Tag Archives: investments

Sourcing Investments Through RESI: An Interview with Julz Co

15 Mar

Zishan Haroon

An interview with Zishan Haroon, Chairman and General Partner, Julz Co

– By Claire Jeong, Research Analyst, LSN

Claire Jeong

Earlier this week, I had the pleasure of speaking with Dr. Zishan “Z” Haroon, Chairman and General Partner of Julz Co. Z has been a tremendous supporter of the Redefining Early Stage Investments (RESI) Conference Series and a frequent contributor to several of our ongoing investor panels. As many of you already know, the RESI Conference is a one-day partnering conference dedicated to early-stage life sciences technologies, from therapeutics, medical devices, diagnostics, and digital health. In fact, we have recently learned that the firm’s latest investment was in a company Z had met through RESI! In this interview, Z discusses his perspectives on his RESI experience, Julz’s most recent investment, and some tips for fundraising CEOs.

Claire Jeong: First of all, please tell us a little bit about your background.

Z Haroon: My name is Zishan “Z” Haroon and I am the Chairman and General Partner of Julz Co, an investment management firm which invests in healthcare companies internationally including the USA, Europe, and China.  I am an MD, Ph.D. by education.  I graduated from Duke University and initially worked in academic and pharma research.  Later, I moved into venture, private equity, and corporate/business development.  I have worked on helping entrepreneurs with commercialization for many years, and have been involved in transactions and operations in China for 15+ years before founding Julz.

Claire Jeong: How many RESI conferences have you attended? What was your first impression of the RESI Conference series?

Z Haroon: I have attended 5 conferences to date and found them to be a very fast-paced and active environment. The timeline of RESI is great because it allows us to go through companies we have interviewed in depth and make our decision regarding next steps and then prepare for the next event. Overall, the experience we have had with companies at RESI has been very positive.

Claire Jeong: In general, what do you think of the companies that attend RESI?

Z Haroon: There has been a constant improvement in the quality of attending companies, and our interaction with them has always been positive. In comparison to other similar events, there are more early-stage companies and we like that mix. Some conferences are therapeutics-focused, some are medical-device-focused, but at RESI there is a very good mix of all sectors and we enjoy this diversity.

Claire Jeong: What successes have you experienced through RESI?

Z Haroon: We just closed an investment in a company called PhotoniCare. This is our first successful investment in a company we’ve met at RESI.  We first met the company at RESI San Diego in June 2017 and continued a great relationship that eventually led to an investment. (You can read more about this investment in-depth at http://www.julzco.com/2018/03/09/photonicare-secures-series-seed-funding.)

Claire Jeong: In your opinion, what are the greatest strengths of RESI?

Z Haroon: One of RESI’s greatest strengths is the partnering platform, which is a very approachable system for reviewing companies and scheduling meetings. You make it extremely easy for investors to attend your conferences and engage with companies. It is only a one-day event but highly efficient and a win-win for both sides.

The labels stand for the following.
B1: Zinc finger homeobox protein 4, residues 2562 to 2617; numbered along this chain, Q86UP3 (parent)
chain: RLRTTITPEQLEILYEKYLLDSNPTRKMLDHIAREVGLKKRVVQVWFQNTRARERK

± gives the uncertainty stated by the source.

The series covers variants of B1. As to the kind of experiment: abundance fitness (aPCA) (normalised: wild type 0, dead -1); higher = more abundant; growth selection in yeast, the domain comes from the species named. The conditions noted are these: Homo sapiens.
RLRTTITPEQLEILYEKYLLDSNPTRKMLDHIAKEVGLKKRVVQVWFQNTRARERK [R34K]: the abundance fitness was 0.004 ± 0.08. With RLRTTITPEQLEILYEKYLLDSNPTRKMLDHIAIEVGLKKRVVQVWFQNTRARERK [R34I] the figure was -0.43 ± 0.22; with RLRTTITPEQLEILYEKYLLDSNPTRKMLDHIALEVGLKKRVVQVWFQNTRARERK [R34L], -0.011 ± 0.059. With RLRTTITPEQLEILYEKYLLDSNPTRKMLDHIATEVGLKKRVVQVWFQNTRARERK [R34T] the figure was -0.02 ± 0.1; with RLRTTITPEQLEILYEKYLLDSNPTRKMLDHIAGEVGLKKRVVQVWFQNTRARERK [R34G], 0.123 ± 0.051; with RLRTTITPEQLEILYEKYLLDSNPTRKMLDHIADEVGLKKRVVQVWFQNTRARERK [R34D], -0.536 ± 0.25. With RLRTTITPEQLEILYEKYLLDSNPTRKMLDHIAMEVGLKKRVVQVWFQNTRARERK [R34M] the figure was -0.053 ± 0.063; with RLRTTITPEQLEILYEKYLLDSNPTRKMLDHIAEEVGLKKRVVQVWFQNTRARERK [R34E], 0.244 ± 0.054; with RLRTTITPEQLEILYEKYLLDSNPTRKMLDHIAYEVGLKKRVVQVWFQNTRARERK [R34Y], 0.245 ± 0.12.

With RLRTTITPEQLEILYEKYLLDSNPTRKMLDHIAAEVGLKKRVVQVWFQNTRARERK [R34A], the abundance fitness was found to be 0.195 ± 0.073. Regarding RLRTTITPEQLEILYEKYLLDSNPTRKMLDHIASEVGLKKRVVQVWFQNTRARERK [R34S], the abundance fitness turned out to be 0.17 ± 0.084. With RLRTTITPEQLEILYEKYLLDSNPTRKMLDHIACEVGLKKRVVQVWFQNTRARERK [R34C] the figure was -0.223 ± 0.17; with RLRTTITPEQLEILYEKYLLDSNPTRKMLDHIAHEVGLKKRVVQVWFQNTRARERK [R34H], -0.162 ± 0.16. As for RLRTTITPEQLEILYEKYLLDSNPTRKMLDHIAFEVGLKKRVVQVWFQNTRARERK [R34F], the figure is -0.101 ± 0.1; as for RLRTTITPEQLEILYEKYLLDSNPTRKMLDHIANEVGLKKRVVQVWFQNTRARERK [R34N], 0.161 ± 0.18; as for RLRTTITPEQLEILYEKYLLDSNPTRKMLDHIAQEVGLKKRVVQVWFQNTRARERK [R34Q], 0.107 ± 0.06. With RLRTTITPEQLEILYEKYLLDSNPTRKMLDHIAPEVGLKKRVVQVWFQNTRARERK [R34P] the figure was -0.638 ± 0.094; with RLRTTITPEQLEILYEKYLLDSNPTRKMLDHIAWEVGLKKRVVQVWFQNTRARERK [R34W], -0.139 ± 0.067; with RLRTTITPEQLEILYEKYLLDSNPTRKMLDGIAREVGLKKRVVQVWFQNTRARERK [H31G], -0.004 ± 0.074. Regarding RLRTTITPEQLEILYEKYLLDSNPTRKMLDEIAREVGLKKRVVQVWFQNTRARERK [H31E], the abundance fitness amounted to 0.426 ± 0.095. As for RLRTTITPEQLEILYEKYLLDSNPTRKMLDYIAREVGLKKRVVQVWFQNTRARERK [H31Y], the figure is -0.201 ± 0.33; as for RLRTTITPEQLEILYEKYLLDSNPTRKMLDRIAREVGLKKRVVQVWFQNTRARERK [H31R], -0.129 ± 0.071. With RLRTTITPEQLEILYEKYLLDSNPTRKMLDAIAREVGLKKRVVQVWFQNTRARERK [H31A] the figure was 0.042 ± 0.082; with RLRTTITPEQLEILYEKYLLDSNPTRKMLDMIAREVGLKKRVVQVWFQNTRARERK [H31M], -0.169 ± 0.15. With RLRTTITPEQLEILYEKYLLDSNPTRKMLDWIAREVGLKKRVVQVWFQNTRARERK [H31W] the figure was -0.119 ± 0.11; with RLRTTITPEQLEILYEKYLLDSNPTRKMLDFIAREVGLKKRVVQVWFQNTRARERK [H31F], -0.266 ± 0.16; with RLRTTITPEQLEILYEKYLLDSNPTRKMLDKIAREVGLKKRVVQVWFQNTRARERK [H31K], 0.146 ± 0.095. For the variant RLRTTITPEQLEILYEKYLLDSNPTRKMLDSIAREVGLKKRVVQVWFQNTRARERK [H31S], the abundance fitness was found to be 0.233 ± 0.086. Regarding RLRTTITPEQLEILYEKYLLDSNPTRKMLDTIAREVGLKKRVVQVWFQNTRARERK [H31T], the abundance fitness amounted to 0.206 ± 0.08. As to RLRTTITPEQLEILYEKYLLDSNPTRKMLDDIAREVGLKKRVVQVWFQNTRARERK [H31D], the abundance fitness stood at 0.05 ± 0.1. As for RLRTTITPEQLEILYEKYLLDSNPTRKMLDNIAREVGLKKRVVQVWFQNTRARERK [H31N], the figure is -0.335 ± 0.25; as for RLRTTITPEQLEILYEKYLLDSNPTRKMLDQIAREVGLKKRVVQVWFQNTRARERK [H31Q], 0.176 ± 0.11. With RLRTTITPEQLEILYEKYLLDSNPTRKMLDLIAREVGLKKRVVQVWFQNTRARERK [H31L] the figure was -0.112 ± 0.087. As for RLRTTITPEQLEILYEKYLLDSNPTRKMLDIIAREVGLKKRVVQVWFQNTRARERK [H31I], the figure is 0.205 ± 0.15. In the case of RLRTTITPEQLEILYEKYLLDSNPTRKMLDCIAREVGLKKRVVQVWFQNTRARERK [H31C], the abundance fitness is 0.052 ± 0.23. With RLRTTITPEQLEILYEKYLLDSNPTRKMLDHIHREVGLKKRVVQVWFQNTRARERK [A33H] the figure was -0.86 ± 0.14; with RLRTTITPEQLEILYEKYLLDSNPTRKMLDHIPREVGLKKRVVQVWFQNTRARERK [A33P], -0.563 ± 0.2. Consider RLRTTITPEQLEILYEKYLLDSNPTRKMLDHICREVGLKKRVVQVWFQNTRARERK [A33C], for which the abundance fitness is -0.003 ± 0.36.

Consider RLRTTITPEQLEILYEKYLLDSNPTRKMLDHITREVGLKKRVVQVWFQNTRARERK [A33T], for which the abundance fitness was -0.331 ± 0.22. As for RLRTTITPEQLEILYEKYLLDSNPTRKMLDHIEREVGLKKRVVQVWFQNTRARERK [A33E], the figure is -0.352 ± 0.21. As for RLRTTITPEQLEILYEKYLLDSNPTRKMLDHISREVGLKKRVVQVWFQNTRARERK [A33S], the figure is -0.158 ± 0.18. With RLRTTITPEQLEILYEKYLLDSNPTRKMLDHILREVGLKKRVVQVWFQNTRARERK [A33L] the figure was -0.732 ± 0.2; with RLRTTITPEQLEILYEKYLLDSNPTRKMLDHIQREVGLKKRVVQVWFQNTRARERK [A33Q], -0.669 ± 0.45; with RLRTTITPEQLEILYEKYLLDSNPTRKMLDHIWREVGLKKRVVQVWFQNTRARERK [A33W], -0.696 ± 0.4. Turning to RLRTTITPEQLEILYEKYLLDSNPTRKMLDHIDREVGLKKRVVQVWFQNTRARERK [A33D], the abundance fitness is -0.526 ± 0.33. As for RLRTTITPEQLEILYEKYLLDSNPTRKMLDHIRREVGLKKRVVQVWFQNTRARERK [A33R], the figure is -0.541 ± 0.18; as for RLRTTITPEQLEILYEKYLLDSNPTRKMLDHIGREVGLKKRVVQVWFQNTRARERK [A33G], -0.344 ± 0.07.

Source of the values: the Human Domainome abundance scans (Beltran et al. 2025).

Also, from the investor perspective, it is helpful to be able to touch base on a periodic basis with companies that we previously spoke with.  This enables us to continue to build and strengthen relationships with companies. What we have found from many companies is that they are very responsive to the feedback we provide, and we find them significantly improved since our initial RESI meeting.

Claire Jeong: Do you have any suggestions for RESI?

Z Haroon: I would suggest RESI expand to other geographies, such as the Midwest. Currently, most of your events are done in the West or East coast in major biotech hubs, but we would be curious to explore technologies in different areas. Companies with innovative technologies that may not have enough bandwidth for travel would find your conferences very helpful and valuable.

RESI would also do well internationally, in regions like Europe or China. RESI’s partnering system is great for small companies, so a start-up-focused event like RESI would definitely gain a lot of international momentum.

Claire Jeong: As an active investor and partner seeking early-stage opportunities, do you have any advice you would like to give to startups?

Z Haroon: The biggest gaps we see in early-stage companies when they present to us is that they themselves are not very well caught up with their technology and business plan. Like other sophisticated investors, we get to the nitty gritty very quickly. I would encourage start-ups to do their homework: understand what they are trying to accomplish and be focused about it. If we see that the management team is not on top of the technology and commercial landscapes and are vague or elusive in answering our questions, we will likely pass on the opportunity.

The initial meeting is where you have to create the right impression about the company and the management team, educate us on the market opportunity and technology, and explain how you are seeking to scale and enter the market. Answering these questions well and leaving us with a good impression will lead to a great, long-term relationship and potential investment.

We obviously enjoy our time at RESI and it is always very exciting. Keep it up!

About Julz Co:

Julz Co is an investment management company focused on investing in early-stage healthcare companies in the area of therapeutics, medical devices, services and digital healthcare. The company has offices in Chapel Hill, North Carolina, USA and Suzhou, China. Julz invests globally in companies that have novel and proprietary technology addressing a vital market need and are driven by experienced management teams.